Trust funds for permanently incapacitated people
You can set up trust funds from the proceeds of public subscriptions to benefit those who are permanently and totally incapacitated. ("Permanently incapacitated" means the beneficiary of the fund is totally and permanently unable to maintain themselves as a result of physical or mental infirmity. Their incapacity may have occurred as the result of an accident, illness, progressive disorder or similar disability.)
Sometimes following an accident, illness, etc. the family, friends or colleagues of someone who is or has become permanently incapacitated may run some events to help raise money for the benefit of the disabled or incapacitated person. The money that is then raised from these events, may be held in trust for the permanently incapacitated individual and used for their benefit throughout their life. For example, funds may be used to pay for health treatment, a holiday, specialised equipment or a carer for the beneficiary.
Under Section 12 of the Finance Act 1999, certain trust funds established for the benefit of this person may be exempt from income tax.
A trust is a legally enforceable (agreement) that is established between the trustees of the fund and the beneficiary or beneficiaries. The trustees are the administrators (or custodians) of the fund and their role is to maintain and operate the assets of the trust for the benefit of the beneficieries. The beneficiary (or beneficiaries), is the permanently incapacitated person who benefits from the funds raised on their behalf. Trustees cannot have any connection with the beneficiary. (In other words, they cannot be family members or spouses of the beneficiary. They must remain independent and objective in decisions arising from the operation of the trust to ensure they act in the best interest of the beneficiary).
Funds raised from public subscriptions generally mean monies raised from a public appeal or a charitable event. To avail of the tax exemptions, the trust must be set up under specific conditions as follows:
- The trust must only be for the benefit of the named individual(s) for the person's lifetime. The individual(s) must be permanently and totally incapacitated. In other words, the person must suffer from a physical or mental infirmity which results in them being unable to maintain themselves.
- Trustees must have no connection with the permanently incapacitated individual
- The funds of the trust must be created by public subscriptions. This means that a public appeal must be made inviting subscriptions. If the total subscriptons exceed €381,000, no single individual can contribute more than 30% of the total.
- The trustees hold in trust for the individual, funds that are to be applied for the benefit of the named individuals
- If the individual is to be exempt from tax the money from the trust fund must be their sole or main source of income. Income from social welfare payments is not counted when deciding if the trust fund is the main source of income.
- Section 10 of Finance Act 2014 amended the Taxes Consolidation Act 1997 to allow the undistributed part of the trust funds on the death of an incapacitated person (or of the last surviving incapacitated person) to be part of the person’s estate if they have a surviving spouse, civil partner or child. Previously, the undistributed trust funds at the date of death had to be used for charitable purposes or appointed in favour of the trustees of charitable bodies. This still applies if there is no surviving spouse, civil partner or child.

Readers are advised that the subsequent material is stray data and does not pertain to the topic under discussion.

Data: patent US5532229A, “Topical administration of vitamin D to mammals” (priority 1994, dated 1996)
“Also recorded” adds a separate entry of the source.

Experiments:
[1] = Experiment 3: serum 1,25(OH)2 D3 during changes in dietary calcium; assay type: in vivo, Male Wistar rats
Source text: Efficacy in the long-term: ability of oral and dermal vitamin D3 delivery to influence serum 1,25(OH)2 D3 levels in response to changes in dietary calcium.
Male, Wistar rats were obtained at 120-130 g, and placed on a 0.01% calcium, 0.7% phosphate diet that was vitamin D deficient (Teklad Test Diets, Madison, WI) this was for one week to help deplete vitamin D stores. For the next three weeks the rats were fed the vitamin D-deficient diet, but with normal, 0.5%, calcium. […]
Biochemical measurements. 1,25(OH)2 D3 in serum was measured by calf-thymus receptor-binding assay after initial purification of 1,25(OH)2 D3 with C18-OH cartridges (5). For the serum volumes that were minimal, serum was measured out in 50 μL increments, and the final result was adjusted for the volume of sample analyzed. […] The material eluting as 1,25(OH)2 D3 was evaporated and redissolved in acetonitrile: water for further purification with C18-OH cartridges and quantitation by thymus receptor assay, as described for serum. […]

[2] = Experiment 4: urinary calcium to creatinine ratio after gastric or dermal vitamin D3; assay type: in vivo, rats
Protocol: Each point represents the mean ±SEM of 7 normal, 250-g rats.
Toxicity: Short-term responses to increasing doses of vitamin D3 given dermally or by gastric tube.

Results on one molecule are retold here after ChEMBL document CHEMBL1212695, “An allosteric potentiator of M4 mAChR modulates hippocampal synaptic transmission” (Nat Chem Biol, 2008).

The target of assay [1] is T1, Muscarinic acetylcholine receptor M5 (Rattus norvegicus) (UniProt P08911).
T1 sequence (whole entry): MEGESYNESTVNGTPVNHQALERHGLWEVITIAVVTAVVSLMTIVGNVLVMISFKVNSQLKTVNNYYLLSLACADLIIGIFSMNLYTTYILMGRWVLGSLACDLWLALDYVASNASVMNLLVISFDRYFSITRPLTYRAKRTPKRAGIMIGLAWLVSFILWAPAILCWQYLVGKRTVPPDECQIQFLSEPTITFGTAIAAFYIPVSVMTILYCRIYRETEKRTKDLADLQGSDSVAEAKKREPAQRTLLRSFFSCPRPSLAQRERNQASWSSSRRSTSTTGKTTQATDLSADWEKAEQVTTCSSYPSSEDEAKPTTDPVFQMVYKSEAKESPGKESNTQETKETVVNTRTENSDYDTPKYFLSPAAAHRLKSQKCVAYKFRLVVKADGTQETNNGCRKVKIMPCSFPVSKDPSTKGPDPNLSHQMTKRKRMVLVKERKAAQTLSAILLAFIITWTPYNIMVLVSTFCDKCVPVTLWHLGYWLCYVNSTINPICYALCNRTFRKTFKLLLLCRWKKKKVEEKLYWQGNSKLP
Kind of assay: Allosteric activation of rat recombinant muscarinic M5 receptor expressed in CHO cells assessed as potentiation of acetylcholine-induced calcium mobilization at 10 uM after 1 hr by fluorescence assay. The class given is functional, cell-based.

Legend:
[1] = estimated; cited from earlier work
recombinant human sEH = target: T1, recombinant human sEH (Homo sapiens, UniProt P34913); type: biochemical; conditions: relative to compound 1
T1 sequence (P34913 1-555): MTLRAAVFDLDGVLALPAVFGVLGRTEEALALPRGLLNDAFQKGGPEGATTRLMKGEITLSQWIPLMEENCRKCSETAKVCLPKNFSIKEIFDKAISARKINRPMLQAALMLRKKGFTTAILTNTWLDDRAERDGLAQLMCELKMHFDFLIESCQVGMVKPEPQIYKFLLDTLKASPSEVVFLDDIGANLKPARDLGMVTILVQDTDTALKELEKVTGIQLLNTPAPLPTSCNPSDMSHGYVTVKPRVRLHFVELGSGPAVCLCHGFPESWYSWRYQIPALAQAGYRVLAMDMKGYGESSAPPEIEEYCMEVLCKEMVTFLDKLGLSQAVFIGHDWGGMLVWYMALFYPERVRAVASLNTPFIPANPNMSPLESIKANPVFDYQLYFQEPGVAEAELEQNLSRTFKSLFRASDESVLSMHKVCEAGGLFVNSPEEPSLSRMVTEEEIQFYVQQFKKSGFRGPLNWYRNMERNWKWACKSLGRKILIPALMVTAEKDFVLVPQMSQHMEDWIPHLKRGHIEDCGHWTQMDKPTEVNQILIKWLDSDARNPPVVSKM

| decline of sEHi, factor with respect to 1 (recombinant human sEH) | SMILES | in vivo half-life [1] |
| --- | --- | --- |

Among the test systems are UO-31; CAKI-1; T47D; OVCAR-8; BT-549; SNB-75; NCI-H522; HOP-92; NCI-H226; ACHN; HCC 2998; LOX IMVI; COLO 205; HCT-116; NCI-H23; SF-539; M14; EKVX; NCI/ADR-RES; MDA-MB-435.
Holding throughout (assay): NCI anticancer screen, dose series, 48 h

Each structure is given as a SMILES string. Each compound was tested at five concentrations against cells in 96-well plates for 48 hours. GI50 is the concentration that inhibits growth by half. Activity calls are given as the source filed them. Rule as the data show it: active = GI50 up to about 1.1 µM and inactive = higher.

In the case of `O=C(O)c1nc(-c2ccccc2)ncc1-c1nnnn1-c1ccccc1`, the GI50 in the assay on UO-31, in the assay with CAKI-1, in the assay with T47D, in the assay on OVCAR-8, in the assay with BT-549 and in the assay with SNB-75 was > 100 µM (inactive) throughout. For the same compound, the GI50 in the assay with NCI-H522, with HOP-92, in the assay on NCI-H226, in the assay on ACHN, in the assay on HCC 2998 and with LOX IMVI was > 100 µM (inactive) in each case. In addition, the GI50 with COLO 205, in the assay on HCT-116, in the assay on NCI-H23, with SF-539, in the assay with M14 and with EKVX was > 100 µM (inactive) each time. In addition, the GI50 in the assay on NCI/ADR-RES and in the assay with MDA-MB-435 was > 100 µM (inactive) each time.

Trust funds set up for the benefit of a permanently incapacitated person(s) allow both the trustees and the incapacitated individual(s) to avail of certain tax exemptions. The following is a summary of the tax exemptions:
- The trustees of a qualifying trust are exempt from income tax in respect of income they receive from the investment of the trust funds.
- The trustees are entitled to reclaim any Deposit Interest Retention Tax (DIRT) paid by them on or after 6 April 1997.
- The incapacitated individual is exempt from tax in respect of payments made by the trustees to or for his/her benefit. They are also exempt from tax on income from the investment of payments.
Applying for tax exemption
The incapacitated person or persons receiving income and the trustees must declare this income to the Revenue Commissioners when making their annual tax returns. When a claim is first made for a tax exemption, the following documention is required:
- A medical certificate detailing the person's incapacity
- A copy of the trust deed
- A declaration from the trustees declaring that the conditions regarding public subscriptions are met
How to apply
Setting up a trust fund has complex legal implications. It is important therefore to seek the advice of a qualified legal professional (for example, a solicitor). In addition, it is very important to discuss the tax implications with an accountant and the Revenue Commissioners.
It is also possible to obtain tax relief for payments made to incapacited individuals, through a deeds of covenant. Tax relief for payments made to incapacitated individuals can also be obtained through the investment income from personal injuries awards. More information is available about Personal Injury Compensation Payments and tax relief (pdf).